About Skin Cancer
Skin cancer, or uncontrolled division and growth of skin cells, is the most common type of cancer. More than a million cases are diagnosed in the United States each year. Nearly all of these cases can be linked to excessive exposure to the ultraviolet rays of the sun.1 Fortunately, skin cancer is also one of the most curable forms of cancer, if detected and treated early.
Anyone who spends time in the sun without protection is vulnerable. It's important to know how to protect yourself from damaging rays and how to detect suspicious lesions on your skin in the early stages when they can still be treated.
Types of Skin Cancer2
The three most common types of skin cancer are:
Basal Cell Carcinomas
- Account for 75-80 percent of all skin cancers.
- Linked to cumulative sun exposure that damages the basal cells.
- Typically occur in people over 60 who have spent most of their lives outdoors, but are becoming more prevalent in young people, even before age 30.
- Commonly seen on the ears, face, forehead, neck or other areas getting heavy sun exposure.
- Might appear as a waxy or pearly lump, a flat pink growth, or a sore that does not heal. These lesions often crust and bleed.
- Rarely spread, but can damage underlying skin and bones. Should be removed early, but about half of surgically removed lesions will grow back.
Squamous Cell Carcinomas
- Represent 16 to 19 percent of skin cancers.
- Linked to cumulative sun exposure that damages the squamous cells.
- Have a potential to spread to other parts of the body, but are relatively easy to treat if detected early.
- Often starts as a red, flaky or scabby patch of skin that gradually becomes a raised bump or nodule -- sometimes with bleeding.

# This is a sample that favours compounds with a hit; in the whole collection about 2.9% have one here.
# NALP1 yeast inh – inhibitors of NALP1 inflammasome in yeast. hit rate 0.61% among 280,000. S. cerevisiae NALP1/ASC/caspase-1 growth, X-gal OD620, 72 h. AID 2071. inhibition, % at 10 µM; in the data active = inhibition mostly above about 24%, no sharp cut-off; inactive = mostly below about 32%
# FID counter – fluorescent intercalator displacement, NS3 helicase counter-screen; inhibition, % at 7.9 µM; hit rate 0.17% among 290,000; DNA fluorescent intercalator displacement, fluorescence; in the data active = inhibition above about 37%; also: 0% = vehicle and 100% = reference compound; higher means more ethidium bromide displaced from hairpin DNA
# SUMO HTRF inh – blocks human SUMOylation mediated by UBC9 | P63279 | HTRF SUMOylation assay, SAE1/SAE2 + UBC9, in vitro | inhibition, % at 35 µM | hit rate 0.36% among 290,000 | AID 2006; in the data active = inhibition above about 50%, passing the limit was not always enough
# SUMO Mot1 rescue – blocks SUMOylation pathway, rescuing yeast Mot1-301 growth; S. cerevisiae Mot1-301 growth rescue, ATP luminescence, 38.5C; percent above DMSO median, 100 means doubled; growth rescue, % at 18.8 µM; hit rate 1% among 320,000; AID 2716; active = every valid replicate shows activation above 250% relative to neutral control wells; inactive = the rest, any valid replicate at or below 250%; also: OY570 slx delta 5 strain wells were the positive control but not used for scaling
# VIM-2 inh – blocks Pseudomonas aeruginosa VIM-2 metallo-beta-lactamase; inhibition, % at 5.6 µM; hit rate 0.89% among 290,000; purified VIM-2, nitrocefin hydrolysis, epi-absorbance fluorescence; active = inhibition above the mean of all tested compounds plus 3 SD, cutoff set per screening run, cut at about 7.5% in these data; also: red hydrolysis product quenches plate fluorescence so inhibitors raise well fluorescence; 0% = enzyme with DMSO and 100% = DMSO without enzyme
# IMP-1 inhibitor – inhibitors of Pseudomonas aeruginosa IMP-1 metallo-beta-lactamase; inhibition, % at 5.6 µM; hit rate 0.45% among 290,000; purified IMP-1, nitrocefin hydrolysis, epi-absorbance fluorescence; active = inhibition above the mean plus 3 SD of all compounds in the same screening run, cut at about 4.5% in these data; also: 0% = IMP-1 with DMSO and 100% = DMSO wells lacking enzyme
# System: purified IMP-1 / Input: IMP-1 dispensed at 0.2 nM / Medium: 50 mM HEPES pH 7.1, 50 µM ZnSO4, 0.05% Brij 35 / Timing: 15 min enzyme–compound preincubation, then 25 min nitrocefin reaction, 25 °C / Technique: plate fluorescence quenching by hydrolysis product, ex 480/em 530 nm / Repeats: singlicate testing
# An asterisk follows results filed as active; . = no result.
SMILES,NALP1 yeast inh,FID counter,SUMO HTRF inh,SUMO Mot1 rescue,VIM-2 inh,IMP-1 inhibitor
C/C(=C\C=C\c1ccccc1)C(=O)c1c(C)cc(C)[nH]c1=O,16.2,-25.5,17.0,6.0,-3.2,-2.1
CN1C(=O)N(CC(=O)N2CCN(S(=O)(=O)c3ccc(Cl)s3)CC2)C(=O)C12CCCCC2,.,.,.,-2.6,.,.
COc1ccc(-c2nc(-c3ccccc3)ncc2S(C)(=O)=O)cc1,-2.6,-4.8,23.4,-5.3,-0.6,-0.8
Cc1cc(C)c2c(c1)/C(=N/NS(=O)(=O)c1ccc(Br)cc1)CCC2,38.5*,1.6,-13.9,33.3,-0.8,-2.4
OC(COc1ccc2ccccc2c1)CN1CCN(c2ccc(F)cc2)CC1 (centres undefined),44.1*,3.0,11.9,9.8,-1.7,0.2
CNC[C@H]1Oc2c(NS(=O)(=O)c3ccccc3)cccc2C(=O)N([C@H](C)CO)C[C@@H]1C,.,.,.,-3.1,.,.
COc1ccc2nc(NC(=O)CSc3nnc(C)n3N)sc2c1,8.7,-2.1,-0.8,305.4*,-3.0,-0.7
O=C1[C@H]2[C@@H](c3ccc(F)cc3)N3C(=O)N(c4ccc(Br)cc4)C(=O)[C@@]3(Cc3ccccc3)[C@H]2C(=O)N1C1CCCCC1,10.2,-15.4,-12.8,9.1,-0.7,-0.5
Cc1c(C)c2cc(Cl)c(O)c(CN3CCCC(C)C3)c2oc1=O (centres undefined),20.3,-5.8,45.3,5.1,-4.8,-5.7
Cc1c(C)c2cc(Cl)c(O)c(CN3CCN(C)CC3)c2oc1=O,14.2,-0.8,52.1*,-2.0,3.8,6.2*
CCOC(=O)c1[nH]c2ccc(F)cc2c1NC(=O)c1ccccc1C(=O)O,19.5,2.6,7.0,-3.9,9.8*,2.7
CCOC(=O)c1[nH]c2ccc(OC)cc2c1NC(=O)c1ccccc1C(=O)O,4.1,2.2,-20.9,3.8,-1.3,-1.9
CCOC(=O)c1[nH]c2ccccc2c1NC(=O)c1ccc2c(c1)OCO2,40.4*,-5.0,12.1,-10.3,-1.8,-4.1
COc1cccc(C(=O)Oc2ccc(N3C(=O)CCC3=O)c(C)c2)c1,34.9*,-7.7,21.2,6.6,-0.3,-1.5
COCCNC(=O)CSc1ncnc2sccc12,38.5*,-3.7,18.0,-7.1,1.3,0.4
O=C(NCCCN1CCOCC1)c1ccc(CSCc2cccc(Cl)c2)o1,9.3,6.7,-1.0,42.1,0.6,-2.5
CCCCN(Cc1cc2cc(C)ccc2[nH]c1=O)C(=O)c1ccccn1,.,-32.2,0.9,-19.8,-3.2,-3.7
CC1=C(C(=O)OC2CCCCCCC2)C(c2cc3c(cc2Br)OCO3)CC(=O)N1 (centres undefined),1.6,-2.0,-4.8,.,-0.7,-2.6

- May also develop from precancerous lesions known as actinic keratoses -- dry, rough, scaly patches appearing on sun-damaged skin. These can usually be treated with topical medications or surgery. Several new treatment options are emerging.
- The most deadly skin cancer, but also the least common, accounting for only about five percent of skin cancers.
- Originates in the melanocytes, but if left undetected or untreated, melanoma can metastasize, or spread to other areas of the body.
- Found most commonly among people living in sunny climates.
- Incidence is increasing rapidly, doubling over the past 20 years.
- Link to sun exposure is unclear. May be linked to even one or two severe sunburns suffered in childhood or adolescence, rather than cumulative exposure over a lifetime.
- Most frequently found on the back or torso for men; on the legs for women. May also appear on areas such as the sole of the foot that are rarely exposed to sun.
- Easy to overlook, because it may resemble moles or grow out of existing moles.
Protecting Yourself -- A Lifetime Project3
For the average American, 80 percent of lifetime sun exposure comes before age 18, and some of the most deadly cancers are believed to be associated with even one or two bad burns during youth. So sun protection is an important key to prevention, and should be a lifetime project.
- Shield infants from the sun during their first six months. After that, protect them with sunscreen and clothing every time they go outside.
- Try to plan activities so that you and your children are not in the sun between 10 a.m. and 4 p.m. (9 a.m. to 3 p.m. daylight savings time.)
- Wear long sleeves and pants, wide-brimmed hats and sunglasses that provide 100% UV protection.
- Sunscreen is not just for a day at the beach, but for everyday use. Choose one with a sun protective factor (SPF) of 15 or higher that blocks both UVA and UVB rays. Apply it liberally at least 30 minutes before sun exposure and every two hours thereafter. Keep in mind that UV rays can penetrate water, clouds and even shade.
- Ears, nose, face, neck and balding areas on the scalp are particularly vulnerable to both overexposure and skin cancer. Don't forget to cover them with sunscreen or a hat.